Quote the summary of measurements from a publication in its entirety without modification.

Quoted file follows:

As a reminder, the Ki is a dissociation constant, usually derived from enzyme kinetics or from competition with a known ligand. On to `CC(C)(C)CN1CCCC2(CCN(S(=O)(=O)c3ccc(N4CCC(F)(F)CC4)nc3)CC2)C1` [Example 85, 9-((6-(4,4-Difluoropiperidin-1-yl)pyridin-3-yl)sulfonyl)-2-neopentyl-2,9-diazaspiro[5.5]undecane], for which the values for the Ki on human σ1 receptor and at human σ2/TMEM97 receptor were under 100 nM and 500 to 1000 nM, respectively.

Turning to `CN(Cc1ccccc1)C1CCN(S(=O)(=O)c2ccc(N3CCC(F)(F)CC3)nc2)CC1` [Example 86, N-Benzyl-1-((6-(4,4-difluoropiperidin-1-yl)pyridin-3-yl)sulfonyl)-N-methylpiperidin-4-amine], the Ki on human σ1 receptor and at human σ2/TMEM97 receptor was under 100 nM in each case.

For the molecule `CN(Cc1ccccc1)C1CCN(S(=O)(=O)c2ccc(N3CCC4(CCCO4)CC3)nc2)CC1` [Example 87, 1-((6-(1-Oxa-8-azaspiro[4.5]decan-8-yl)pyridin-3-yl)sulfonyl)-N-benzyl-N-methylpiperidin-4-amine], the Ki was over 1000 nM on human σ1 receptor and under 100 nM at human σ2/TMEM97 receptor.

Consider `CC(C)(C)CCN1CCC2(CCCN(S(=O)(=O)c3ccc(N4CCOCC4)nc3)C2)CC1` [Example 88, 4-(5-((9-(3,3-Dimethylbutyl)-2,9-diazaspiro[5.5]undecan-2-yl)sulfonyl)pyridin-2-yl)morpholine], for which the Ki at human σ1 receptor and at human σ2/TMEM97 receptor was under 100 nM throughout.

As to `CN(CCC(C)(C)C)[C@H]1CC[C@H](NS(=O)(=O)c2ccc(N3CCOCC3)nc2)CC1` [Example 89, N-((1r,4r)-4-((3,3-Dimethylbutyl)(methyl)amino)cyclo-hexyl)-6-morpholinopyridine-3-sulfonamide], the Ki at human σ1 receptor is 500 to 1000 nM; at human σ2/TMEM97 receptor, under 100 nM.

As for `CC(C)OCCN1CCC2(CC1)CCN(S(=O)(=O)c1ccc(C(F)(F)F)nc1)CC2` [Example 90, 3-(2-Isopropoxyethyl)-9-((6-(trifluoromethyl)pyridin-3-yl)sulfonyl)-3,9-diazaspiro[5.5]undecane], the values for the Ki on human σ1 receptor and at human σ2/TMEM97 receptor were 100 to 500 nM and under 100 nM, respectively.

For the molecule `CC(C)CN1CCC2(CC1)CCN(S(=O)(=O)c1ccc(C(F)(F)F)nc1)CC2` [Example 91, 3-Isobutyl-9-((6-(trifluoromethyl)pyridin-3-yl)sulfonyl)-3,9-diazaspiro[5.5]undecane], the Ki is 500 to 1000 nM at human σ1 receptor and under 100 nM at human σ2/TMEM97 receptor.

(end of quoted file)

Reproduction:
As a reminder, the Ki is a dissociation constant, usually derived from enzyme kinetics or from competition with a known ligand. On to `CC(C)(C)CN1CCCC2(CCN(S(=O)(=O)c3ccc(N4CCC(F)(F)CC4)nc3)CC2)C1` [Example 85, 9-((6-(4,4-Difluoropiperidin-1-yl)pyridin-3-yl)sulfonyl)-2-neopentyl-2,9-diazaspiro[5.5]undecane], for which the values for the Ki on human σ1 receptor and at human σ2/TMEM97 receptor were under 100 nM and 500 to 1000 nM, respectively.

Turning to `CN(Cc1ccccc1)C1CCN(S(=O)(=O)c2ccc(N3CCC(F)(F)CC3)nc2)CC1` [Example 86, N-Benzyl-1-((6-(4,4-difluoropiperidin-1-yl)pyridin-3-yl)sulfonyl)-N-methylpiperidin-4-amine], the Ki on human σ1 receptor and at human σ2/TMEM97 receptor was under 100 nM in each case.

For the molecule `CN(Cc1ccccc1)C1CCN(S(=O)(=O)c2ccc(N3CCC4(CCCO4)CC3)nc2)CC1` [Example 87, 1-((6-(1-Oxa-8-azaspiro[4.5]decan-8-yl)pyridin-3-yl)sulfonyl)-N-benzyl-N-methylpiperidin-4-amine], the Ki was over 1000 nM on human σ1 receptor and under 100 nM at human σ2/TMEM97 receptor.

Consider `CC(C)(C)CCN1CCC2(CCCN(S(=O)(=O)c3ccc(N4CCOCC4)nc3)C2)CC1` [Example 88, 4-(5-((9-(3,3-Dimethylbutyl)-2,9-diazaspiro[5.5]undecan-2-yl)sulfonyl)pyridin-2-yl)morpholine], for which the Ki at human σ1 receptor and at human σ2/TMEM97 receptor was under 100 nM throughout.

As to `CN(CCC(C)(C)C)[C@H]1CC[C@H](NS(=O)(=O)c2ccc(N3CCOCC3)nc2)CC1` [Example 89, N-((1r,4r)-4-((3,3-Dimethylbutyl)(methyl)amino)cyclo-hexyl)-6-morpholinopyridine-3-sulfonamide], the Ki at human σ1 receptor is 500 to 1000 nM; at human σ2/TMEM97 receptor, under 100 nM.

As for `CC(C)OCCN1CCC2(CC1)CCN(S(=O)(=O)c1ccc(C(F)(F)F)nc1)CC2` [Example 90, 3-(2-Isopropoxyethyl)-9-((6-(trifluoromethyl)pyridin-3-yl)sulfonyl)-3,9-diazaspiro[5.5]undecane], the values for the Ki on human σ1 receptor and at human σ2/TMEM97 receptor were 100 to 500 nM and under 100 nM, respectively.

For the molecule `CC(C)CN1CCC2(CC1)CCN(S(=O)(=O)c1ccc(C(F)(F)F)nc1)CC2` [Example 91, 3-Isobutyl-9-((6-(trifluoromethyl)pyridin-3-yl)sulfonyl)-3,9-diazaspiro[5.5]undecane], the Ki is 500 to 1000 nM at human σ1 receptor and under 100 nM at human σ2/TMEM97 receptor.